Today, also thanks to OWASP, software security has matured and evolved as a discipline. For example, several organizations already adopt software security best practices within their software development processes such as the documentation of security requirements, following of secure coding standards and use of software security testing tools such as static source code analysis tools to identify vulnerabilities in source code before releasing source code to be build and integrated for final integrated and user acceptance tests. By integrating software security activities in the SDLC, organizations can produce software and applications with a fewer number of vulnerabilities and lower risks than software and applications that don’t.
Integrating Risk Management as part of The SDLC
The question for CISO is rather not IF but WHICH and HOW software security activities can be integrated as part of the SDLC. According to the National Institute of Standards and Technology’s Special Publication 800-30, “Effective risk management must be totally integrated into the SDLC ... [which] has five phases: initiation, development or acquisition, implementation, operation or maintenance and disposal.” The integration of security in the SDLC process begins by identifying the information assets that the software will be processing and by specifying requirements for confidentiality, integrity and availability. The next step consists on the determining the value of information assets, identifying the potential threats and determine the requirements for application security controls such as authentication, authorization and encryption to protect the confidentiality, integrity and availability of the data assets.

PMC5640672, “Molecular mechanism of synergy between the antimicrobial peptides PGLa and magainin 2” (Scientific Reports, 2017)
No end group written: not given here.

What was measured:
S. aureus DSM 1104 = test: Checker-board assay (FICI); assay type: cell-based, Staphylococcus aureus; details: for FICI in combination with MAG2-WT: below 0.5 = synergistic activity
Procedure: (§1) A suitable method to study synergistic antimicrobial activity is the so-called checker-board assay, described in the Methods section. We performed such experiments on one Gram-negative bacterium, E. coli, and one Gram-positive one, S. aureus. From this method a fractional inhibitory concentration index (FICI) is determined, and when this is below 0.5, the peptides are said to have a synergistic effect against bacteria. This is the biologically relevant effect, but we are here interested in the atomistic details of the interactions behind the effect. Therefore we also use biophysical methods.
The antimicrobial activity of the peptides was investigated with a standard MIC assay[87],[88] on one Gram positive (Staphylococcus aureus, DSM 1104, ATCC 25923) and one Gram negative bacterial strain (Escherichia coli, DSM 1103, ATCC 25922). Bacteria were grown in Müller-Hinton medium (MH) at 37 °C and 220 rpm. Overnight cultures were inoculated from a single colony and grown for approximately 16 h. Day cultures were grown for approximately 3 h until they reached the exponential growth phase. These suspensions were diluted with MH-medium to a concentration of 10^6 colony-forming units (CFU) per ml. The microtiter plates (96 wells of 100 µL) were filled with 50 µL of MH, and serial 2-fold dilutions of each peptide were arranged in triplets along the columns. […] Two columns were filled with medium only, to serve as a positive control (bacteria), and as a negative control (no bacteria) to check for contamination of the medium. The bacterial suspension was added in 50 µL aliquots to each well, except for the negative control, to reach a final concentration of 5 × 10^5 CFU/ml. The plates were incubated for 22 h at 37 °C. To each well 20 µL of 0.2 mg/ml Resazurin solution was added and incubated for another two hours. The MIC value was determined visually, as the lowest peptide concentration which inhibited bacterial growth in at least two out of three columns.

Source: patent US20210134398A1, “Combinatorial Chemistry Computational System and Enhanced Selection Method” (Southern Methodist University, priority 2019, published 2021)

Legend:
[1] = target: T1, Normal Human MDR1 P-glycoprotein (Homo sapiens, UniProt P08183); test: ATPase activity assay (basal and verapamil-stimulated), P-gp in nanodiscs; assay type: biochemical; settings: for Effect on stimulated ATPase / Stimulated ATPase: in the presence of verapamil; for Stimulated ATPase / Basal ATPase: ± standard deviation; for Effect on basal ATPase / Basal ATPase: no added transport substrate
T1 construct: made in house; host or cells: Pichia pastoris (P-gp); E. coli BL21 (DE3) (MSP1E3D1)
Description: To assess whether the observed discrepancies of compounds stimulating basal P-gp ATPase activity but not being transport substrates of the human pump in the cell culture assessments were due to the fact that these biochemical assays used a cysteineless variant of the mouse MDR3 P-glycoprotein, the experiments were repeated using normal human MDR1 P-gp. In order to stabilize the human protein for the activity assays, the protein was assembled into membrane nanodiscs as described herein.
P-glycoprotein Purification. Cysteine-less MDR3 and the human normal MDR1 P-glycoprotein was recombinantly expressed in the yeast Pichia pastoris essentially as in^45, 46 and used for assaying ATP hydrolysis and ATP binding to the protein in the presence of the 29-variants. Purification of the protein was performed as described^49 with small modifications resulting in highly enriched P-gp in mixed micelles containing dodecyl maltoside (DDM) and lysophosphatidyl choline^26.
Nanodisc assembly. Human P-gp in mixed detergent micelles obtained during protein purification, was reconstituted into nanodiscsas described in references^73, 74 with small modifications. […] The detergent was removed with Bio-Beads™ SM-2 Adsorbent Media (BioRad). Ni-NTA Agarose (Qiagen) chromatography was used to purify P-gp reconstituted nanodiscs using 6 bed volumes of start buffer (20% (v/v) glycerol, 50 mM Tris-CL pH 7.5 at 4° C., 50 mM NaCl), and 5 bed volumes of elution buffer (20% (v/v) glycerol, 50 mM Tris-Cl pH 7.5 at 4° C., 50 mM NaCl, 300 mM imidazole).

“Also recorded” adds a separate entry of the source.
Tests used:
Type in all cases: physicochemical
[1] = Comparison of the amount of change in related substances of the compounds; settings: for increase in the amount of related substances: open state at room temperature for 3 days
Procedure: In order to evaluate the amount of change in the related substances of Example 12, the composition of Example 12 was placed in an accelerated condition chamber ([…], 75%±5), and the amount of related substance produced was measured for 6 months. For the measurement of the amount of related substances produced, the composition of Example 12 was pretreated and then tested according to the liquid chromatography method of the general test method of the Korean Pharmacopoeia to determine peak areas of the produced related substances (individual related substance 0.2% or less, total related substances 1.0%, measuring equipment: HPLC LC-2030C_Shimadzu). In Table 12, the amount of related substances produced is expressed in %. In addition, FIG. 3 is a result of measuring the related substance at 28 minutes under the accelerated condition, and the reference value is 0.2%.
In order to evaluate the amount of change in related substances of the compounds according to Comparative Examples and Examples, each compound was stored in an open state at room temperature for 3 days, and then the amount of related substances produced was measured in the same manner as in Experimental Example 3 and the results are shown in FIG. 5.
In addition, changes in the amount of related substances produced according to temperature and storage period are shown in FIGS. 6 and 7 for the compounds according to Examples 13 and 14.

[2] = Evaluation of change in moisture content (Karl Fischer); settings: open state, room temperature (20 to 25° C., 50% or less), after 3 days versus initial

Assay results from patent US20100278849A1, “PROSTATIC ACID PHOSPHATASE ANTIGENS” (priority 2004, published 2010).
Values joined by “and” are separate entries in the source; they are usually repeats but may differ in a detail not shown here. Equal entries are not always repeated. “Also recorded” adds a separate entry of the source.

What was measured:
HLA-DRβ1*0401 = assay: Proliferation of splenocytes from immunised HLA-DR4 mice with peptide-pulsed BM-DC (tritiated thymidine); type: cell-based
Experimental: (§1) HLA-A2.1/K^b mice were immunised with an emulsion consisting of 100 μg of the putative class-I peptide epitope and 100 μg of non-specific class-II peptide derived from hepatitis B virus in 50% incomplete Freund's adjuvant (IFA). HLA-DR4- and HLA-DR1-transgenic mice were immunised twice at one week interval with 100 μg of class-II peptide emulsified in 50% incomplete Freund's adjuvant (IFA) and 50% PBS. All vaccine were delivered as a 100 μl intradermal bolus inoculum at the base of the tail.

A comprehensive set of security requirements need to also include requirements to implement secure software by following certain security and technology standards, security approved technologies and platforms as well as security checks prior of software integration with other vendors software components/libraries.
Assess Risks before Procurement of Third Party Components
When software is acquired as either part of the commercial off-the-shelf (COTS) or as free open source (FOSS) for example, it is important for CISO to have a process in place to validate this type of software libraries against specific security requirements prior to acquiring them. This could provide the CISO of the organization a certain level of assurance that the acquired software is secure and can be integrated with the application. In that regard, OWASP had developed a legal project and a contract annex of a sample contract that included security requirements for the life cycle so that COTS products would be more secure.